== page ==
In their daily work, an employee in this occupation interacts with their line manager, typically a senior building services engineer or site manager, to confirm programmes of work and agree individual responsibilities, which in turn support the delivery of wider plans across building services engineering teams; these teams could include engineers across a range of disciplines, such as mechanical, electrical or public health engineering, from various employer types (e.g. clients, consultancies, contractors), and project managers, where their collective outputs will be used to produce building services engineering solutions that are fit for purpose, safe, secure, environmentally sustainable, and meet customer and industry specifications.

Technicians shall also have a mentor who will support them in the development of their career plans, maintenance of their personal and professional development, and in some cases, progression into more advanced roles, such as building services engineers or technical specialists.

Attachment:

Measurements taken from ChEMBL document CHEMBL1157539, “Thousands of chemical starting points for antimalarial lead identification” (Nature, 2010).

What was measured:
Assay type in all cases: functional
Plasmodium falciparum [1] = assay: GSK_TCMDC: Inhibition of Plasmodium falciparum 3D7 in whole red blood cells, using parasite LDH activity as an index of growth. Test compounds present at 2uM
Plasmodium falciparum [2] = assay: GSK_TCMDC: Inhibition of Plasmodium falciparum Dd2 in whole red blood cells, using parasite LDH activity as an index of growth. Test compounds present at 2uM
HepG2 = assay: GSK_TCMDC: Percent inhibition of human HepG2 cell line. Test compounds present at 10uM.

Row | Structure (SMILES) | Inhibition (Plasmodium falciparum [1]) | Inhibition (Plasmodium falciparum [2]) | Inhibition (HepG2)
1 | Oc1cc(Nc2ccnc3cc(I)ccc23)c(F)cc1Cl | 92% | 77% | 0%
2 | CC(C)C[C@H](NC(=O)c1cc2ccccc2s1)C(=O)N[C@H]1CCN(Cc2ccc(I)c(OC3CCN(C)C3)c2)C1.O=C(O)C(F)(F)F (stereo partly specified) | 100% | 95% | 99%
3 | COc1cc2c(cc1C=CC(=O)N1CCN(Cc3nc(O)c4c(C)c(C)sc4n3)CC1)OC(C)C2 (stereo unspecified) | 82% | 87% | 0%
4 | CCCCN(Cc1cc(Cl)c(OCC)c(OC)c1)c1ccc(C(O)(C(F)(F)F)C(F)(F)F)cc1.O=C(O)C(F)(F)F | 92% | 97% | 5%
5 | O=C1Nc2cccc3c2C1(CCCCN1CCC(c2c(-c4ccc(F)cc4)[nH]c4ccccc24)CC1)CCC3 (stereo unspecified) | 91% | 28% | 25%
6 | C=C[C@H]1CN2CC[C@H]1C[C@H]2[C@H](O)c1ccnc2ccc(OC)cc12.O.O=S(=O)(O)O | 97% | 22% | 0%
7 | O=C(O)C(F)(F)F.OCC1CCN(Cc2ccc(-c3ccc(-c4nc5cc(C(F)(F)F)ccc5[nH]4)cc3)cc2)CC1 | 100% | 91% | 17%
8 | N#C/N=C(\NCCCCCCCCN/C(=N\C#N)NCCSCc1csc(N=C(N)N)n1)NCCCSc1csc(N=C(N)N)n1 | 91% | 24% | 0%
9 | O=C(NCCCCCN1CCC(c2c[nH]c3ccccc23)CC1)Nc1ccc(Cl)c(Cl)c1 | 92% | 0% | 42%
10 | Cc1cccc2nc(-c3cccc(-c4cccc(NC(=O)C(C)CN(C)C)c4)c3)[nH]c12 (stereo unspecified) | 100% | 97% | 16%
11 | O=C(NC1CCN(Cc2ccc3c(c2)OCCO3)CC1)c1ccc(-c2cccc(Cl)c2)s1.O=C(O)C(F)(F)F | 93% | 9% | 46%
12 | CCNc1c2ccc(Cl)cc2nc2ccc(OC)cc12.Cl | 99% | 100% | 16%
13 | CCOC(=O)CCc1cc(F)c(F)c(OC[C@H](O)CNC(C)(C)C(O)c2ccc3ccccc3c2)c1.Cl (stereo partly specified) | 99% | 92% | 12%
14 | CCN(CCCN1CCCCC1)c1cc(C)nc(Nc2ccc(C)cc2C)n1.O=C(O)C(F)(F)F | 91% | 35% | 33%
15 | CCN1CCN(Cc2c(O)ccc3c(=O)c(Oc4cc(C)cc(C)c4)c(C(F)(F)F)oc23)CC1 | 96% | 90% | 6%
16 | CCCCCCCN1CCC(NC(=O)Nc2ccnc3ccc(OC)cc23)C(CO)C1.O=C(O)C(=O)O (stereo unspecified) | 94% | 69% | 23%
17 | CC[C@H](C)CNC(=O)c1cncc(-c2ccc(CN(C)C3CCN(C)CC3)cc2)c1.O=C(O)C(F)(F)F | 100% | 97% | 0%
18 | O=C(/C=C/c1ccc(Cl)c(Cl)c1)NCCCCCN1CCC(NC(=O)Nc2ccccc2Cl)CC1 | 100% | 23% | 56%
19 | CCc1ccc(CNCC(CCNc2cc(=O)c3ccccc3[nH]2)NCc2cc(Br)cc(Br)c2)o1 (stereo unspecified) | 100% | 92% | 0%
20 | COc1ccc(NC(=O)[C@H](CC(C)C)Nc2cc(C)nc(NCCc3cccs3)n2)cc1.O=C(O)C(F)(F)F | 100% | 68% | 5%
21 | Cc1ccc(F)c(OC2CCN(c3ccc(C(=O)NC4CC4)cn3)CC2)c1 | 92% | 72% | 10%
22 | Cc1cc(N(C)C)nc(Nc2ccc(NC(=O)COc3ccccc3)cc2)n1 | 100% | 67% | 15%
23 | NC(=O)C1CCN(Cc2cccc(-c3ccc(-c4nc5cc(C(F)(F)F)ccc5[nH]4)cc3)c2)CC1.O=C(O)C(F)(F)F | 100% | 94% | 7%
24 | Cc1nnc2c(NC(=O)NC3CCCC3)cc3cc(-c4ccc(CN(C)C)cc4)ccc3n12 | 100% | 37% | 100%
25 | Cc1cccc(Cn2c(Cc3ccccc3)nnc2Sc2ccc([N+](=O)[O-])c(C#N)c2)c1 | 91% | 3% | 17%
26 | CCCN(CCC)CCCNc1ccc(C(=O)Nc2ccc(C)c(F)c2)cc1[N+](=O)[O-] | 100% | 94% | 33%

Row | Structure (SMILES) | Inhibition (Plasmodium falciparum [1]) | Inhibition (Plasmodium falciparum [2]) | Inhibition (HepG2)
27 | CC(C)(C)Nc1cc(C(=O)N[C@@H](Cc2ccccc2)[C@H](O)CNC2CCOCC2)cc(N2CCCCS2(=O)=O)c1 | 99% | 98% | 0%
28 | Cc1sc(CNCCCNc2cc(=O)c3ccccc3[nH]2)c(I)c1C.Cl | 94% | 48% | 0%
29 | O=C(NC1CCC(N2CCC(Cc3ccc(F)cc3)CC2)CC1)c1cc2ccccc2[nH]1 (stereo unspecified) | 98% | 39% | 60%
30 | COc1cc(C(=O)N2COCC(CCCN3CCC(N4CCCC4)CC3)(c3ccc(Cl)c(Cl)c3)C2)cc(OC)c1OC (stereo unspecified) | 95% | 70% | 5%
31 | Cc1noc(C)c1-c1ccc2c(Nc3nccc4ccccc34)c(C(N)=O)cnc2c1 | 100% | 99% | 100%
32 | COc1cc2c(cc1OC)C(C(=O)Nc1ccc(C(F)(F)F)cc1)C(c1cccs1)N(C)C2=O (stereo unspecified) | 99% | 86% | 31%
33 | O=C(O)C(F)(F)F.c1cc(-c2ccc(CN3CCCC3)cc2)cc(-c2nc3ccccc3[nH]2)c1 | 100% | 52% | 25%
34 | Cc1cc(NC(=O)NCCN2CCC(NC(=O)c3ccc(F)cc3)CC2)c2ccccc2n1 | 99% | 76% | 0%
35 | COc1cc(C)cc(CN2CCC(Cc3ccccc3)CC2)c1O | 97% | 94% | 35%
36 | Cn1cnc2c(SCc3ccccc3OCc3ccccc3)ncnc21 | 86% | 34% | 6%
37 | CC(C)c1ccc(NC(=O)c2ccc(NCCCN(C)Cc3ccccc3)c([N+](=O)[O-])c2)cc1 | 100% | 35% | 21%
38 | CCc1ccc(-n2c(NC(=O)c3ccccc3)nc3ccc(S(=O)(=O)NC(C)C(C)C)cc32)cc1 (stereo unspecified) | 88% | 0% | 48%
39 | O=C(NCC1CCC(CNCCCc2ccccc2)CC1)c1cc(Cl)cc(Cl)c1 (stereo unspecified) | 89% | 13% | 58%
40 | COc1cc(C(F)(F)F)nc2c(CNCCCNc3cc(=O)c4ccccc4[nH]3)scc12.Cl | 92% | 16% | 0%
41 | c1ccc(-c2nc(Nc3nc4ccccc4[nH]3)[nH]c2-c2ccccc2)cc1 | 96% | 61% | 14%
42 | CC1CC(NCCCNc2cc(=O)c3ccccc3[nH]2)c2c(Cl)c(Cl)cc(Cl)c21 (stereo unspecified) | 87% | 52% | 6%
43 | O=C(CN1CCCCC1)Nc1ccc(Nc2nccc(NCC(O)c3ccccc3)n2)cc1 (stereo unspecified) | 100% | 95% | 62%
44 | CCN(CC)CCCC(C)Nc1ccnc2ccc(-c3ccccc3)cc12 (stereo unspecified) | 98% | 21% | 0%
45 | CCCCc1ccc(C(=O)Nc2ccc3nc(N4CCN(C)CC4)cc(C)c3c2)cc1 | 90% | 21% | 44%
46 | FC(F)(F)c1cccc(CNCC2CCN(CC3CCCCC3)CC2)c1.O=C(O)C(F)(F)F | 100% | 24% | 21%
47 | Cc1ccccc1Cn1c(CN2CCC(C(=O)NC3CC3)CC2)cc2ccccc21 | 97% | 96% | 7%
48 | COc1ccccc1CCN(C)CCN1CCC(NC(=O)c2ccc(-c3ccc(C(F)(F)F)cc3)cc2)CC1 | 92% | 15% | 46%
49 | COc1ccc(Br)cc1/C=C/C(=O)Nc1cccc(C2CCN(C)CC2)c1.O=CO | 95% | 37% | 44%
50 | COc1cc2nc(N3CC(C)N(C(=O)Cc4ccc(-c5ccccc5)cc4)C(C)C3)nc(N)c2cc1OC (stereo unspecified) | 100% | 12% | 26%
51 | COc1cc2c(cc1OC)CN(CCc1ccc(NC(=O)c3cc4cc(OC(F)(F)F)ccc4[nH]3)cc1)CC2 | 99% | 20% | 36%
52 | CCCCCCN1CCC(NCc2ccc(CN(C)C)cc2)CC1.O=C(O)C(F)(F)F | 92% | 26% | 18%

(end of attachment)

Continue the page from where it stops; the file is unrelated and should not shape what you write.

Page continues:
Technicians may also be exposed to other professional disciplines, such as civils, lighting and acoustics engineers, surveyors, architects, planners, environmental practitioners, or legal teams. As well as liaising with internal colleagues across a variety of multidisciplinary areas, some technicians will also be responsible for working with customers, suppliers, manufacturers, and stakeholders or with representatives from appropriate regulatory bodies.

Building services engineering technicians, depending on their employer, will spend their time in an office environment, working on site, working remotely or a combination of these. There is also potential for visiting customers, suppliers, or manufacturers.